Check the properties on TCP/IP.

Sure enough, no port was set!  So I set it to 1433 which was in the install window.

And it worked!  I was able to get past this portion of the install!  Thank you Yeonki, you're my hero!!

Until Next Time

Thursday, June 6, 2013

Citrix PVS and The Blue Screen of Death

Hi Friends,

I ran into a nasty error the other day that I'd like to share with you.  So a little background.  I was creating a Citrix PVS golden image and everything seemed to be working great.  I'm running ESXi 5.0 with PVS 6.1 and XenDesktop 5.6.  I took the default E1000 network card when I was building my golden image and boot times were horribly slow.  I remembered I had some issues with the E1000 settings in the past, but I can hardly remember what I had for breakfast yesterday...  I looked around and found this article on the Citrix site that says to use the VMXNet3 NIC.  No problem, add a new VMXNet3 NIC in vCenter and delete the old E1000 NIC.

I switched my golden image from hard disk boot to vdisk boot, it booted MUCH faster and everything seemed to be working great.  I put my vdisk into Standard Image mode and tried to boot up my PVS clones.  Oh NO, not the BLUE SCREEN of DEATH!

Thanks goodness for Google!  I started searching and found this article written by Jan Hendriks which totally saved me!  It describes the error I was seeing and pointed to this Citrix article, which pointed to these Microsoft articles and/or  I guess when I replaced my E1000 for the VMXNet3 I introduced this.  Luckily there was a hotfix available!

I installed the hotfix and it worked!!

So what does this teach us?  I don't know....  :-)

Until Next Time!

Monday, June 3, 2013

How to Create Datastores Easily with The Nimble Storage Plugin

Hi Friends,

Last week I showed you how easily it was to configure the Nimble array, create volumes and bring them into VMware vCenter.  Well what if you're a Virtualization Administrator and don't have access to the storage or just want an easier way to create datastores without having to create igroups or enter in IQN's, etc.?  Today I'm going to show you how easy it is to do this with the Nimble Storage Plugin within VMware vCenter.  So how do you get this cool feature to work?  Read on!

1.  Installation.  Sorry, it's already installed!  The only thing you need to do is go to the Nimble Storage GUI and enter in the credentials for the vCenter Host.  Granted if you're a vCenter Administrator and don't have access to the array you'll need to have the Storage Administrator do this for you, or open the page for you.  Click on Administration and go to Plugins.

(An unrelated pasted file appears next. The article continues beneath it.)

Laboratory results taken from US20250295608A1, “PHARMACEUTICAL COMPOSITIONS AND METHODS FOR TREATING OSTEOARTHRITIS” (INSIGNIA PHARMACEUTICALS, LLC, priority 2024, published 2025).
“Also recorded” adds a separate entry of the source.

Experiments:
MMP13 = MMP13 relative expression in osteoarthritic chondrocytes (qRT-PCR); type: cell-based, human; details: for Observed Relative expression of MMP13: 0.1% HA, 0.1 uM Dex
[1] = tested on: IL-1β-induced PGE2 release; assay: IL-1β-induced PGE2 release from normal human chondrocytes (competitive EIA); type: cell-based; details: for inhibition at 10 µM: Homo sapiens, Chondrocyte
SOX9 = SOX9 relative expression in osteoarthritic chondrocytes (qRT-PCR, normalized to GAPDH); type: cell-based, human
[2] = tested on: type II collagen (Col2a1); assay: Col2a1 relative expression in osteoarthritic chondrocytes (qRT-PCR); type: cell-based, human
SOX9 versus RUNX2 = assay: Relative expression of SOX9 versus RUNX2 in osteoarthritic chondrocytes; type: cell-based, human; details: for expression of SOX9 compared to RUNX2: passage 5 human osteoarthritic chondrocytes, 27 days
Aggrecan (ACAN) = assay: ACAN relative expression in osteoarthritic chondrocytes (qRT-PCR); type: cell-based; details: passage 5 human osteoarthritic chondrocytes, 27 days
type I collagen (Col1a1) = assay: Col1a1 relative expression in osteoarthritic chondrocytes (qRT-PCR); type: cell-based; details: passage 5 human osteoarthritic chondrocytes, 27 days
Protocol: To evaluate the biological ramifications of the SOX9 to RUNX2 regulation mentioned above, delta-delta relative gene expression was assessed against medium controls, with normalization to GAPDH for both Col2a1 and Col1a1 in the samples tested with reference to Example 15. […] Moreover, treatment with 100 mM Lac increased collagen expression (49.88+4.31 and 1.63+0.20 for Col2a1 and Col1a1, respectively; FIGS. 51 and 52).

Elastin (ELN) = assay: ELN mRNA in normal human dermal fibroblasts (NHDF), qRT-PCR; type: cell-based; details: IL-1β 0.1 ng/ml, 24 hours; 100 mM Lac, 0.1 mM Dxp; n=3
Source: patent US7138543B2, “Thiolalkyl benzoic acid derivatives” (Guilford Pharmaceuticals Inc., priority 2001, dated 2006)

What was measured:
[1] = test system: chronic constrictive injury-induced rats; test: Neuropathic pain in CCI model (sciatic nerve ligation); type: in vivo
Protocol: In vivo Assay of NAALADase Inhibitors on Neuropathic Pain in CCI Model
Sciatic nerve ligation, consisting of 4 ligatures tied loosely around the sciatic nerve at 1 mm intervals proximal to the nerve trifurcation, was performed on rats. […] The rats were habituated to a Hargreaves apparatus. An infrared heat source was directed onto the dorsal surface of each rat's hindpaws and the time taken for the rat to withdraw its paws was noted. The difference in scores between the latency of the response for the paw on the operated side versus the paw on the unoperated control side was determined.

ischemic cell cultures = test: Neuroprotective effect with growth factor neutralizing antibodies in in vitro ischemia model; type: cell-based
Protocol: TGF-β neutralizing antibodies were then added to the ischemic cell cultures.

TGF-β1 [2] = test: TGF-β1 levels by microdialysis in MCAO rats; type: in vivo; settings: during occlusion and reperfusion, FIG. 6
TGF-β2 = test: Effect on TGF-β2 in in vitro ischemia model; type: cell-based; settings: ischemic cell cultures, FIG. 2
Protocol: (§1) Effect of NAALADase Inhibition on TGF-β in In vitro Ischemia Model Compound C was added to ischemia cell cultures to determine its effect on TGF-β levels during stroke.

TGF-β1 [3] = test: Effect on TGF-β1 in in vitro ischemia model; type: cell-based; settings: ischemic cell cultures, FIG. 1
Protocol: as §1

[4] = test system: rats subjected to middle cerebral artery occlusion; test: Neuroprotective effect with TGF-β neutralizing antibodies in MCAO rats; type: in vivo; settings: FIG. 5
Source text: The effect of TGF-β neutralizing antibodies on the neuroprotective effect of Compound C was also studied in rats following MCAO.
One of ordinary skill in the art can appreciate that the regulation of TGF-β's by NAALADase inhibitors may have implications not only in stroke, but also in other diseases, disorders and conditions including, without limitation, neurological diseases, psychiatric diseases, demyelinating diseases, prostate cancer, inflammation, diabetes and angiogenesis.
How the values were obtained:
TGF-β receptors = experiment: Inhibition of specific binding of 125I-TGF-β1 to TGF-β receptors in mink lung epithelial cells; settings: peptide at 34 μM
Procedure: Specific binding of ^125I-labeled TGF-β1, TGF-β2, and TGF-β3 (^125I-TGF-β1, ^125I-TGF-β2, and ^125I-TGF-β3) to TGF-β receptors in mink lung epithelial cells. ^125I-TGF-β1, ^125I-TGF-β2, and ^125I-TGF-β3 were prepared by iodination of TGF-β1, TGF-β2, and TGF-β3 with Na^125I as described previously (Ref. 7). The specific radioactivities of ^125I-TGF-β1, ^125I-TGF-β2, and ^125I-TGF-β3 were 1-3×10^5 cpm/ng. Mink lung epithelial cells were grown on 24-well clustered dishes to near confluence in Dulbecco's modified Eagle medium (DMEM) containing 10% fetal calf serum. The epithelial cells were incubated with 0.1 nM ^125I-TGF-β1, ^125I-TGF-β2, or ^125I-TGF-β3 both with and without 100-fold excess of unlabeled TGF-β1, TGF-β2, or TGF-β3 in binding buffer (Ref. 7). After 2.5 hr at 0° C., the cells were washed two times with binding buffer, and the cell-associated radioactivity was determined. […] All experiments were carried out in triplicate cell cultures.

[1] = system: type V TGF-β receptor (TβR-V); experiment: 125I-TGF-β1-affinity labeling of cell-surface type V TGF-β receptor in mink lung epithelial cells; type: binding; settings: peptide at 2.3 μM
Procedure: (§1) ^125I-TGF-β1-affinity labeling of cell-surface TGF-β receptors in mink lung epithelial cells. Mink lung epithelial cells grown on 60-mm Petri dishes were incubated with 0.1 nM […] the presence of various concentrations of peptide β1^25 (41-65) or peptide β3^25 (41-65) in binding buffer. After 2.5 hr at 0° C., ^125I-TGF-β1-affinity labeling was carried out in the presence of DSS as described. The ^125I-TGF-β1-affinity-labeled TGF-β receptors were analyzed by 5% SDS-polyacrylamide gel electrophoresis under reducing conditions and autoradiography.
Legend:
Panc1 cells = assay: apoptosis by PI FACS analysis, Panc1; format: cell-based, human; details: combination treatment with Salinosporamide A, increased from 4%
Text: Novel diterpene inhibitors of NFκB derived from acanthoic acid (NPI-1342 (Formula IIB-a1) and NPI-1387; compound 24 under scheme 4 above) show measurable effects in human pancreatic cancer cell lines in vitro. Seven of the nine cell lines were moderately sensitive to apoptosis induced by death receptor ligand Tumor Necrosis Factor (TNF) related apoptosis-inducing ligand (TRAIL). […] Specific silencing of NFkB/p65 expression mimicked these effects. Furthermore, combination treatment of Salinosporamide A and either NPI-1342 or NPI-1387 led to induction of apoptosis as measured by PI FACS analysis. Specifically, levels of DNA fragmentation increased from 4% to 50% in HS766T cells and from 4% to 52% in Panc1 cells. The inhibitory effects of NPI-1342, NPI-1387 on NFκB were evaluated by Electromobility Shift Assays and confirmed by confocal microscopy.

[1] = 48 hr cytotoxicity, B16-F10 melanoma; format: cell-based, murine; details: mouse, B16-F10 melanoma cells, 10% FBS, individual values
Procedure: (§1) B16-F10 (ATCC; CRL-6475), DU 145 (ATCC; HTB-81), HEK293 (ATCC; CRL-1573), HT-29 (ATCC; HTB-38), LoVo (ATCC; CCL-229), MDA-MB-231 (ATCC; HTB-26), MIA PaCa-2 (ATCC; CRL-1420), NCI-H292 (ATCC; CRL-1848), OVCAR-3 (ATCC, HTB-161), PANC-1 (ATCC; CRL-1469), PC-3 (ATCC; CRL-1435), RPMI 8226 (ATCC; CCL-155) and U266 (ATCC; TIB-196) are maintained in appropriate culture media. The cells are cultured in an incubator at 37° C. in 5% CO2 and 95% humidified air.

2.  Enter in the vCenter Host name or IP address, username and password.  Click on the Register button and you're done on the storage side!  You don't have to create igroups or enter IQNs to create datastores.

**Note** With all good things there's always the opposite side of the coin.  If you do create datastores this way, they will be wide open because there will be no ACLs.  If you want to control access, have the Storage Administrator go into the Nimble GUI and create the ACLs for you.

3. Head over to vCenter, click on your datacenter and you should see a new tab with the name of your Nimble array.  Click on that tab and click on New Datastore.

4.  Give your new datastore a name and a description if you'd like.

5.  Select which hosts will have access to this new datastore.  Here I only have one ESXi host, so it will be the only host accessing the new datastore.

6.  Enter the size of the new datastore, the VMFS block size and if you'd like to use default space settings for reserves, quotas and warnings.  These will vary on your environment, so choose what makes best sense for you.

7.  Here you can create a protection policy for the new datastore and set up synchronization with vCenter if you'd like to quiesce the virtual machines during snapshots.  If you don't want to set this up, click on the Delete button.

8.  Here the delete button has been used.  This step will also vary greatly for your environment.  It's always best practice to backup your datastores unless the data is not needed.

9.  Review the summary and when you're happy click Finish.

10.  You're all done!  The datastore is now being created and vCenter will let you know when the creation is complete.

11.  Here we can see the datastore has been created and some metrics regarding it can be seen.

12.  Click on the ESXi host(s) you set up to see the datastore, click on the Configuration tab and the Storage link.  You should see your new datastore and it is ready to be used!

Pretty easy huh?  As always, I hope you enjoyed the blog!

Until Next Time!